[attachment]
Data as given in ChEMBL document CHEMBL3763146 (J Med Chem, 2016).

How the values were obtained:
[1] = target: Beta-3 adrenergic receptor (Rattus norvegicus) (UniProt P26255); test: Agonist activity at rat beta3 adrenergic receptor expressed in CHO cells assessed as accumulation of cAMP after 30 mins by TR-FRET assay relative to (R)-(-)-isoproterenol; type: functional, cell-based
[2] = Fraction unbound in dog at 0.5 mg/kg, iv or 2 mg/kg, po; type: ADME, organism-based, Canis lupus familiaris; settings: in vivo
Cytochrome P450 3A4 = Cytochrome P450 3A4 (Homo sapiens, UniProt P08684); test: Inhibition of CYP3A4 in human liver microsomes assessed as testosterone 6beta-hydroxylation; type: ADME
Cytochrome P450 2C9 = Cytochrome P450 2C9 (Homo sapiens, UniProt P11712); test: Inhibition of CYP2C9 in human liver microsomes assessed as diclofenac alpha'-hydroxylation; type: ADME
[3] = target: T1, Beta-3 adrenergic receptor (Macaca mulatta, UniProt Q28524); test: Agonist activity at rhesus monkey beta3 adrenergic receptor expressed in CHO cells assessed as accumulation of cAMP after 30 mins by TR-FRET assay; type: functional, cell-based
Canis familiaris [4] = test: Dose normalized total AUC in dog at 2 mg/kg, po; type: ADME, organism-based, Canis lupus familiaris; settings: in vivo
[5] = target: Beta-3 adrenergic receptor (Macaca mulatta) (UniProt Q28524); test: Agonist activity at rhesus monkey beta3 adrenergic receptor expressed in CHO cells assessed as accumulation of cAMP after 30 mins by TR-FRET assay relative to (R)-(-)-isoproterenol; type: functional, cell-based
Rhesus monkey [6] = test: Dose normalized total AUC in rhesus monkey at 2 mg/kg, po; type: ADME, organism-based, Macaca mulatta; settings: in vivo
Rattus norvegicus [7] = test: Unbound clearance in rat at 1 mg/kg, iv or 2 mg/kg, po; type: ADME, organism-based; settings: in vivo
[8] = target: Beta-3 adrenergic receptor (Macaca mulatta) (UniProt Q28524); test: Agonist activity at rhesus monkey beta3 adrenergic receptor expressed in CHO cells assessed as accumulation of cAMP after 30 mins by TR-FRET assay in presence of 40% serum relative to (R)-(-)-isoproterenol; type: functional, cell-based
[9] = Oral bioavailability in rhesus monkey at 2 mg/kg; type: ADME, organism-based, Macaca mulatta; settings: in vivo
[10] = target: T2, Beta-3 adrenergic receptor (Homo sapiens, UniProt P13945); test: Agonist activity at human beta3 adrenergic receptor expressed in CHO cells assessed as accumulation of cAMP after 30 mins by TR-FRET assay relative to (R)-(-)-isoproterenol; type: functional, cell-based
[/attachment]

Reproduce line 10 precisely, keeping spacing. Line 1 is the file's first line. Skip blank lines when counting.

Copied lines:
Rhesus monkey [6] = test: Dose normalized total AUC in rhesus monkey at 2 mg/kg, po; type: ADME, organism-based, Macaca mulatta; settings: in vivo